Fake News: Barack Obama Did NOT Say 'The American Dream Is To Be Donald Trump'

Fact Check

  • by: Alan Duke
Fake News: Barack Obama Did NOT Say 'The American Dream Is To Be Donald Trump'

Did former President Barack Obama say in 1991 that "The American dream is to be Donald Trump"? No, that's not true: It is a quote fabricated from a passage in a class paper Obama co-wrote with a classmate while a student in 1991, but it is out-of-context and revised to falsely imply that Obama was praising the future President Trump.

The quote has circulated on social media platforms, including recently in this post (archived here) published by an unverified, but much-followed account named republicanparty on April 24, 2019 under the title "Everybody knows it". That account is not affiliated with the official Republican Party, and is linked to a website that sells "American Pride Apparel." The meme read:

'The American dream is to be Donald Trump'
Barrack Obama, 1991

Social media users saw this:

The quote has roots in a passage in a paper title "Race and Rights Rhetoric" co-written by Obama and classmate Robert Fisher when the future president was 29 years old and a student at Harvard Law School for his "Law and Society" class, according to a biography titled Rising Star: The Making of Barack Obama. While Obama and Fisher did not write "The American dream is to be Donald Trump," they did write this:

(Americans) have a continuing normative commitment to the ideals of individual freedom and mobility, values that extend far beyond the issue of race in the American mind. The depth of this commitment may be summarily dismissed as the unfounded optimism of the average American--I may not be Donald Trump now, but just you wait; if I don't make it, my children will.... (But) those of us on the political left (often forget) the degree to which coalition and consensus-building among the American electorate has necessarily precede any major federal program to reform or restructure America's economic and political landscape.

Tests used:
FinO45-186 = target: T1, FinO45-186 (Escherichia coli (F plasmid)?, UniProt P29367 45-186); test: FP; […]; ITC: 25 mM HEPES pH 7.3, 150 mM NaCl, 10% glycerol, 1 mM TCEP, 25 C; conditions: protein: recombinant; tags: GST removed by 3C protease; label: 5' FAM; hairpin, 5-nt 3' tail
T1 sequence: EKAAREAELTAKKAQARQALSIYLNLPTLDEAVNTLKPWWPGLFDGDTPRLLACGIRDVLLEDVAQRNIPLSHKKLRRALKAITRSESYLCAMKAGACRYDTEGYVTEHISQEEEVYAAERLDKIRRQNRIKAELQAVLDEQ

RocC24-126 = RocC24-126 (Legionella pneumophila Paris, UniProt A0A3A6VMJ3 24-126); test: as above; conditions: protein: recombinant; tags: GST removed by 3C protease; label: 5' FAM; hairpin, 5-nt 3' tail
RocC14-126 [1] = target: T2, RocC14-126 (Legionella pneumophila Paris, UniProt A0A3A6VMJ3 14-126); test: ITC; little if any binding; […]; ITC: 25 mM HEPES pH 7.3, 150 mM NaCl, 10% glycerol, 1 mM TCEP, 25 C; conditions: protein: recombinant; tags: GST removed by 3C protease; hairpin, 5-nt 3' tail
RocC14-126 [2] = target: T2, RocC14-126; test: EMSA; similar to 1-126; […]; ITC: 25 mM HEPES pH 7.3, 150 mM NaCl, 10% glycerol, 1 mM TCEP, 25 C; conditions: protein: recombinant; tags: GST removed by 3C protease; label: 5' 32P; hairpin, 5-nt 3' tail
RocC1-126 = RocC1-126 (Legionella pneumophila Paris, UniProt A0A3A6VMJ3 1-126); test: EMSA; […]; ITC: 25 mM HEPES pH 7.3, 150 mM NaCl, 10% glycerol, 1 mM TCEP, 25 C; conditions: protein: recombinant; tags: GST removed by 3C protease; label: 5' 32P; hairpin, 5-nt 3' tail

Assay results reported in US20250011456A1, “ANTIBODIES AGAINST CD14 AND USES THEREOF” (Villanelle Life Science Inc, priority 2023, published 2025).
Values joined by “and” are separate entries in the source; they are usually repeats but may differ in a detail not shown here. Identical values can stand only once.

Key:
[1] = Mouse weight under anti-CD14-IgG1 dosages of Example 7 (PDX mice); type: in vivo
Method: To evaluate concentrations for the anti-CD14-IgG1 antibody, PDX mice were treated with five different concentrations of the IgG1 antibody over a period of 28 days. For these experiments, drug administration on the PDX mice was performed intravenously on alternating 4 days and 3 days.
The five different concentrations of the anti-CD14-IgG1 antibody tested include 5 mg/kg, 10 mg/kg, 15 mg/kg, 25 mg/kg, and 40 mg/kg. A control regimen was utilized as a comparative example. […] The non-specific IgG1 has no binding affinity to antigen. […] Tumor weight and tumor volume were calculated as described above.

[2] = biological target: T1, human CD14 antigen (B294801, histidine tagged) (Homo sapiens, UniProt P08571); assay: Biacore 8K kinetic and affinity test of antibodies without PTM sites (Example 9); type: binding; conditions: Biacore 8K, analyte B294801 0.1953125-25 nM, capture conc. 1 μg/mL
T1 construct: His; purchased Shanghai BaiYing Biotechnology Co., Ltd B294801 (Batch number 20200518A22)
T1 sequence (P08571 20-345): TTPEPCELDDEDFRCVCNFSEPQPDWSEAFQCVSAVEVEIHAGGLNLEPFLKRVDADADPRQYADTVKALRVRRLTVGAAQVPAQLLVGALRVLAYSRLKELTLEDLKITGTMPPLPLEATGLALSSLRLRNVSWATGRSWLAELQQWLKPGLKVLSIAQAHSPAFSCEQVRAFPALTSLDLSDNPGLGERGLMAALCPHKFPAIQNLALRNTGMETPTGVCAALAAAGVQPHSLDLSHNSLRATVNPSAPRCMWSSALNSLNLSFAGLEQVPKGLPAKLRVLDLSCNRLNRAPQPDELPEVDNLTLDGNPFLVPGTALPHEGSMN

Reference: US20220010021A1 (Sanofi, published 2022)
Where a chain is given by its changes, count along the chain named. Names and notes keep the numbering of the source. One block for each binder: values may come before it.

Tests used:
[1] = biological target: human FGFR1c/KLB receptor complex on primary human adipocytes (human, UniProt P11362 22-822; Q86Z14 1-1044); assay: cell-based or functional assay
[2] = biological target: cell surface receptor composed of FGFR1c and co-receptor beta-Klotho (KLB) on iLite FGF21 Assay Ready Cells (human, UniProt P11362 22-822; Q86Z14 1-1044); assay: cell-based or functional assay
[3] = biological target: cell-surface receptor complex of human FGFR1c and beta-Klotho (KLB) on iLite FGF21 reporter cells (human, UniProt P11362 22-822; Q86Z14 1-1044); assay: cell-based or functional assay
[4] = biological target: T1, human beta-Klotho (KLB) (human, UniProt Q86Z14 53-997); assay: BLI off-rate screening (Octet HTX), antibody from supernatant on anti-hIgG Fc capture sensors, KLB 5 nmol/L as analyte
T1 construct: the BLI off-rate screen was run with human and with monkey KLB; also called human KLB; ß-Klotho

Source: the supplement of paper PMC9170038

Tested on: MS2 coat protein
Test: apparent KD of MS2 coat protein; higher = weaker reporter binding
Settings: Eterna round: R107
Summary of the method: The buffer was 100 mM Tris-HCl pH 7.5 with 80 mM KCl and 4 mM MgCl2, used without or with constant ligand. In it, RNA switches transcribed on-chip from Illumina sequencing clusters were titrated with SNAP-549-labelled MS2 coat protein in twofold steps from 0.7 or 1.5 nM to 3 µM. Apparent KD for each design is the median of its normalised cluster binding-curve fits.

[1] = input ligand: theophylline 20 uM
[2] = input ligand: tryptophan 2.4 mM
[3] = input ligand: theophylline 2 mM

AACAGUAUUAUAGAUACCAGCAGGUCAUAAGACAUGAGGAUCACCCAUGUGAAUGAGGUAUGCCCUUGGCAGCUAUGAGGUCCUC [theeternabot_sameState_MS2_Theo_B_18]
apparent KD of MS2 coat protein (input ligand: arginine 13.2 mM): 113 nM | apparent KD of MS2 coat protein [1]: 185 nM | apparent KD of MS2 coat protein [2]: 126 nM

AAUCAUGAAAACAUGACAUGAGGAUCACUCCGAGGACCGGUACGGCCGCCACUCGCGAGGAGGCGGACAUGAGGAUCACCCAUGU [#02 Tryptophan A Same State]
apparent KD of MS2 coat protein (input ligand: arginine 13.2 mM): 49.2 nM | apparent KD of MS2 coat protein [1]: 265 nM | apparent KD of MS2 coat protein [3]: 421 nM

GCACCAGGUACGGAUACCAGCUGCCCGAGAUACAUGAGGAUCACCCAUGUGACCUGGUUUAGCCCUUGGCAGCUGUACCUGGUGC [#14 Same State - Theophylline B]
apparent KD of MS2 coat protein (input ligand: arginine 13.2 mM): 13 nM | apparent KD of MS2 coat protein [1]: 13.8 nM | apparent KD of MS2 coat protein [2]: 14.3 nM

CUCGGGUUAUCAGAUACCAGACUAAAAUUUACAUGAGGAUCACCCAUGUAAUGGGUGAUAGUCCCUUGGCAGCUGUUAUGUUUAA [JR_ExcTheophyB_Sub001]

In the biography, author David Garrow described Obama's paper as an evaluation of "rights rhetoric," -- the language those seen equal rights for Black Americans. The Trump quote was a reference to why Obama and Fisher thought they should use the "language of opportunity" in discussions with White Americans.

As such, the "American dream" meme is not only not a direct quote, but it is out of context and misleading.

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  Alan Duke

Editor-in-Chief Alan Duke co-founded Lead Stories after ending a 26-year career with CNN, where he mainly covered entertainment, current affairs and politics. Duke closely covered domestic terrorism cases for CNN, including the Oklahoma City federal building bombing, the UNABOMBER and search for Southeast bomber Eric Robert Rudolph. CNN moved Duke to Los Angeles in 2009 to cover the entertainment beat. Duke also co-hosted a daily podcast with former HLN host Nancy Grace, "Crime Stories with Nancy Grace" and hosted the podcast series "Stan Lee's World: His Real Life Battle with Heroes & Villains." You'll also see Duke in many news documentaries, including on the Reelz channel, CNN and HLN.

Read more about or contact Alan Duke

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